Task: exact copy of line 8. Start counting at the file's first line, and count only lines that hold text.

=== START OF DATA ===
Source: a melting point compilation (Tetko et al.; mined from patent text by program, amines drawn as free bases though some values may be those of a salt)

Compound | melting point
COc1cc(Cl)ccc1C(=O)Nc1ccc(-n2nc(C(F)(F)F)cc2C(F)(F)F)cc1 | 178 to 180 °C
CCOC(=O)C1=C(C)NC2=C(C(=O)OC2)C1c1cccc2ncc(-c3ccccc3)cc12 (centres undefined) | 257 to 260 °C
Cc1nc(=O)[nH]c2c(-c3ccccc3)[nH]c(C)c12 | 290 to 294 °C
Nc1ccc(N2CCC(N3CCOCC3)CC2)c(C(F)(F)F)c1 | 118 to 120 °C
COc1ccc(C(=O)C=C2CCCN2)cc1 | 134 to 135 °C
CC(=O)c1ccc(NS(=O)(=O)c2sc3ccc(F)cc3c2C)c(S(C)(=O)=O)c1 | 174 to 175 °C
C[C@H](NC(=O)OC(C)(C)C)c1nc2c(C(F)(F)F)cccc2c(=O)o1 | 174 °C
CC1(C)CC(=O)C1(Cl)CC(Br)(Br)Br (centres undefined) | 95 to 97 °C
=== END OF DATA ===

CC(=O)c1ccc(NS(=O)(=O)c2sc3ccc(F)cc3c2C)c(S(C)(=O)=O)c1 | 174 to 175 °C